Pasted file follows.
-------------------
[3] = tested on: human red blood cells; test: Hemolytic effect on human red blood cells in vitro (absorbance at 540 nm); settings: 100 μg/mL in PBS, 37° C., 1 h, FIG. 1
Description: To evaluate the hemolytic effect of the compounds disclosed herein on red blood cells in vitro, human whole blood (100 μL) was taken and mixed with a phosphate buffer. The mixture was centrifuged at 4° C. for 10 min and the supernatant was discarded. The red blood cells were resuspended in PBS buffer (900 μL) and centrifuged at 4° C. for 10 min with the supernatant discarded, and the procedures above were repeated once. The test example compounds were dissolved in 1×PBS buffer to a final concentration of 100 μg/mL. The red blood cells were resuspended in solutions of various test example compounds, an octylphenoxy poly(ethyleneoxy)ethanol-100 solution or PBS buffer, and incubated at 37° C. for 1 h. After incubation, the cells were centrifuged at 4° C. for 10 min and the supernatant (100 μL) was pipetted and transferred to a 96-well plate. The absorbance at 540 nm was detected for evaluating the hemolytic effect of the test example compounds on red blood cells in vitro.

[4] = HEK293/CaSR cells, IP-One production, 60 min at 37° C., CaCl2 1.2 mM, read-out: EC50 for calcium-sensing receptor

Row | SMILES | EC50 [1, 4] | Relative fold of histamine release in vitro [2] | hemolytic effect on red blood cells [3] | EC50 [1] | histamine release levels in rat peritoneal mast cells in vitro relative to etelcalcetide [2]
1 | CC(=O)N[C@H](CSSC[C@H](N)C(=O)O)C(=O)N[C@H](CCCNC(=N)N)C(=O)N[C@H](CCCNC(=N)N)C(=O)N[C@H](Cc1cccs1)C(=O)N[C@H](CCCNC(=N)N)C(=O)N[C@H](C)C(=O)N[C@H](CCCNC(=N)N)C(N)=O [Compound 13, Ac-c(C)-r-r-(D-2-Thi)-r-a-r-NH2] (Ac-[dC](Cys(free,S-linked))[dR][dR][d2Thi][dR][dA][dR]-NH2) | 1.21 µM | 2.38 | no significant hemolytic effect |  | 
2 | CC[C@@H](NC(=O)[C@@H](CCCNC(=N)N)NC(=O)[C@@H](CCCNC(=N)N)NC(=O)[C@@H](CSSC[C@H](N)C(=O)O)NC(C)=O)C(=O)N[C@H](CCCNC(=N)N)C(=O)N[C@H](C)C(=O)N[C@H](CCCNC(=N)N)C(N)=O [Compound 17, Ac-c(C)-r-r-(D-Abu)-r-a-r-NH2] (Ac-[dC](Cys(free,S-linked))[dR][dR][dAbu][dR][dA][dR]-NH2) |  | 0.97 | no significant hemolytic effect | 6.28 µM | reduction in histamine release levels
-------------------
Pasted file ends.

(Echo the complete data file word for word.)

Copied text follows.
[3] = tested on: human red blood cells; test: Hemolytic effect on human red blood cells in vitro (absorbance at 540 nm); settings: 100 μg/mL in PBS, 37° C., 1 h, FIG. 1
Description: To evaluate the hemolytic effect of the compounds disclosed herein on red blood cells in vitro, human whole blood (100 μL) was taken and mixed with a phosphate buffer. The mixture was centrifuged at 4° C. for 10 min and the supernatant was discarded. The red blood cells were resuspended in PBS buffer (900 μL) and centrifuged at 4° C. for 10 min with the supernatant discarded, and the procedures above were repeated once. The test example compounds were dissolved in 1×PBS buffer to a final concentration of 100 μg/mL. The red blood cells were resuspended in solutions of various test example compounds, an octylphenoxy poly(ethyleneoxy)ethanol-100 solution or PBS buffer, and incubated at 37° C. for 1 h. After incubation, the cells were centrifuged at 4° C. for 10 min and the supernatant (100 μL) was pipetted and transferred to a 96-well plate. The absorbance at 540 nm was detected for evaluating the hemolytic effect of the test example compounds on red blood cells in vitro.

[4] = HEK293/CaSR cells, IP-One production, 60 min at 37° C., CaCl2 1.2 mM, read-out: EC50 for calcium-sensing receptor

Row | SMILES | EC50 [1, 4] | Relative fold of histamine release in vitro [2] | hemolytic effect on red blood cells [3] | EC50 [1] | histamine release levels in rat peritoneal mast cells in vitro relative to etelcalcetide [2]
1 | CC(=O)N[C@H](CSSC[C@H](N)C(=O)O)C(=O)N[C@H](CCCNC(=N)N)C(=O)N[C@H](CCCNC(=N)N)C(=O)N[C@H](Cc1cccs1)C(=O)N[C@H](CCCNC(=N)N)C(=O)N[C@H](C)C(=O)N[C@H](CCCNC(=N)N)C(N)=O [Compound 13, Ac-c(C)-r-r-(D-2-Thi)-r-a-r-NH2] (Ac-[dC](Cys(free,S-linked))[dR][dR][d2Thi][dR][dA][dR]-NH2) | 1.21 µM | 2.38 | no significant hemolytic effect |  | 
2 | CC[C@@H](NC(=O)[C@@H](CCCNC(=N)N)NC(=O)[C@@H](CCCNC(=N)N)NC(=O)[C@@H](CSSC[C@H](N)C(=O)O)NC(C)=O)C(=O)N[C@H](CCCNC(=N)N)C(=O)N[C@H](C)C(=O)N[C@H](CCCNC(=N)N)C(N)=O [Compound 17, Ac-c(C)-r-r-(D-Abu)-r-a-r-NH2] (Ac-[dC](Cys(free,S-linked))[dR][dR][dAbu][dR][dA][dR]-NH2) |  | 0.97 | no significant hemolytic effect | 6.28 µM | reduction in histamine release levels